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Since its invention in the 19th century, the footwear has been about much more than athletics—conveying ideas about national identity, class, race, and other forms of social meaning.

Politics, however, fuelled the rise of sneakers as much as athletics. As Semmelhack explained, “the fragile peace of World War I increased interest in physical culture, which became linked to rising nationalism and eugenics. Countries encouraged their citizens to exercise not just for physical perfection but to prepare for the next war. It’s ironic that the sneaker became one of the most democratized forms of footwear at the height of fascism.” Mass exercise rallies were features of fascist life in Germany, Japan, and Italy. But sneakers could also represent resistance. Jesse Owens’ dominance at the 1936 Berlin Olympic Games stung the event’s Nazi hosts even more because he trained in German-made Dassler running shoes.

Sneakers became footnotes in the history of the Civil Rights movement. In 1965, I Spy was the first weekly TV drama to feature a black actor—Bill Cosby—in a lead role. His character, a fun-loving CIA agent going undercover as a tennis coach, habitually wore white Adidas sneakers, easily identifiable by their prominent trio of stripes. This updated gumshoe alluded to the “sneaky” origins of sneakers, while also serving as shorthand for new-school cool. Sneakers played a more explicit part at the 1968 Olympic Games in Mexico City, where American gold medallist sprinter Tommie Smith and his bronze medal-winning teammate, John Carlos, removed their Puma Suedes and mounted the medal podium in their stocking feet, to symbolize African-American poverty, their heads lowered and black-gloved fists raised in a Black Power salute. The ensuing controversy didn’t hurt the success of the Suede, still in production today.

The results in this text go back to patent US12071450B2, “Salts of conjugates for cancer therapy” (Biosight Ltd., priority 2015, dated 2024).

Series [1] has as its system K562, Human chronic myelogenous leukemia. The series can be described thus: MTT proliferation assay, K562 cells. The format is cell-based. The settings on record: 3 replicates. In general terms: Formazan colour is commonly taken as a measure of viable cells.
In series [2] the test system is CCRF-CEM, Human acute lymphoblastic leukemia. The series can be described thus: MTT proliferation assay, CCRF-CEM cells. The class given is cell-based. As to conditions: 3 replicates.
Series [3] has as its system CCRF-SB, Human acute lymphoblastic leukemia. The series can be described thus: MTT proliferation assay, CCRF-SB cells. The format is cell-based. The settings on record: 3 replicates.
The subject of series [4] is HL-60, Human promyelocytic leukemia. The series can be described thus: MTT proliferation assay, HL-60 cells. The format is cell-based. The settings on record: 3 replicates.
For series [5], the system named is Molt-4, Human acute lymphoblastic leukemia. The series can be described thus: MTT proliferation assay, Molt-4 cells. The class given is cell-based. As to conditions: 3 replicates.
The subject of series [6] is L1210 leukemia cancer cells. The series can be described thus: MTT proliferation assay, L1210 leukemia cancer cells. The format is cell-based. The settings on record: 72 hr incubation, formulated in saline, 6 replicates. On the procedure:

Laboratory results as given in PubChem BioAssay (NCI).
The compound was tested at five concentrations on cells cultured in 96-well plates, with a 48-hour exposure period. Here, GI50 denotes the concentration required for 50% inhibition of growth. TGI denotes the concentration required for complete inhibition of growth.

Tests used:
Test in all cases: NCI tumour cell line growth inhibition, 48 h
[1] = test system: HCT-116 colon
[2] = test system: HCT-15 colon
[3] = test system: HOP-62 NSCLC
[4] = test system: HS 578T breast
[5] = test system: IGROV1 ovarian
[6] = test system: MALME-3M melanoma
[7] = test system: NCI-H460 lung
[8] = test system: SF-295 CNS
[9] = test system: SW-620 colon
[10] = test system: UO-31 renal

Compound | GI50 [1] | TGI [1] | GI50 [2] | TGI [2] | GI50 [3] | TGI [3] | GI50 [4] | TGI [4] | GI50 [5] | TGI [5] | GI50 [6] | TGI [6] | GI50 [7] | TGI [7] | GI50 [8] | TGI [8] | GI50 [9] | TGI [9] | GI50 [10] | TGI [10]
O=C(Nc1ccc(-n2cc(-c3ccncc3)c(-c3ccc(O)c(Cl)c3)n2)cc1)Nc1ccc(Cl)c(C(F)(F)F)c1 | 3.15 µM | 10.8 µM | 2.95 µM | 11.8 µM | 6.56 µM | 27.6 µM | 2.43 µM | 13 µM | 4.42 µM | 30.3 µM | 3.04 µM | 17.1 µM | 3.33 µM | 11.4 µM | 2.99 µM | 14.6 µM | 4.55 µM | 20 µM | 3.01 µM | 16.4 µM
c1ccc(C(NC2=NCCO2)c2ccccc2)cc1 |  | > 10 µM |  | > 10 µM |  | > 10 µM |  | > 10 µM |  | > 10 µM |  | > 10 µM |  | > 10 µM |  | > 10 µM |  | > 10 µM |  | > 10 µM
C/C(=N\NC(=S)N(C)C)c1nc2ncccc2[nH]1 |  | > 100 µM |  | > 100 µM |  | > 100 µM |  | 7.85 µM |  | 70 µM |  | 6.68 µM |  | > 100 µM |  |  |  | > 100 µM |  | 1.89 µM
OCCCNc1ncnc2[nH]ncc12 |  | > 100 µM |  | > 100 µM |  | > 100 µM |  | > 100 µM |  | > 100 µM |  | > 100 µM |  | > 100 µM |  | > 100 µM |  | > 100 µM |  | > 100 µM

When most people think about museums, they think about exquisite paintings, historic sculptures and school trips accompanied by chaperones and seat belt-deprived yellow buses. But there’s one museum in particular that focuses in on the history of shoes. The Bata Shoe Museum in Toronto has been documenting and displaying the evolution of footwear since its doors opened in 1995.

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What transpired from that original idea was a traveling exhibition called “The Rise of Sneaker Culture.” This in-depth traveling displays tapped into the core of what makes sneakers such an important part of today’s society. First off, this isn’t your average sneaker display. It’s a beautiful, vast compilation of footwear pieces that can now be classified as works of art. Legendary kicks like the original Converse All-Star from 1917 and every Air Jordan model from the initial AJ I to the AJ XXIII provide fans with an educated glimpse on how sneakers have grown and become part of everyday life. Walking the halls of the exhibit allows one to really get a feel for where sneakers started and how far the industry has come throughout the years.
Run-D.M.C, a group of music pioneers, remains one of Adidas’ biggest hauls. Their use of the shell-toe Superstar model in pop culture signified a change within the youth. It gave a sense of longevity to the Adidas brand outside the world of performance shoes and placed it where it mattered the most: the streets. There’s plenty of history when it comes to each and every sneaker, and that’s what makes “The Rise of Sneaker Culture” so incredible. “What is significant about this exhibition is that it not only allows visitors to see exceptionally rare original sneakers from the 19th century to today, but it also strives to illuminate the incredible place sneakers have had in history and their role in culture

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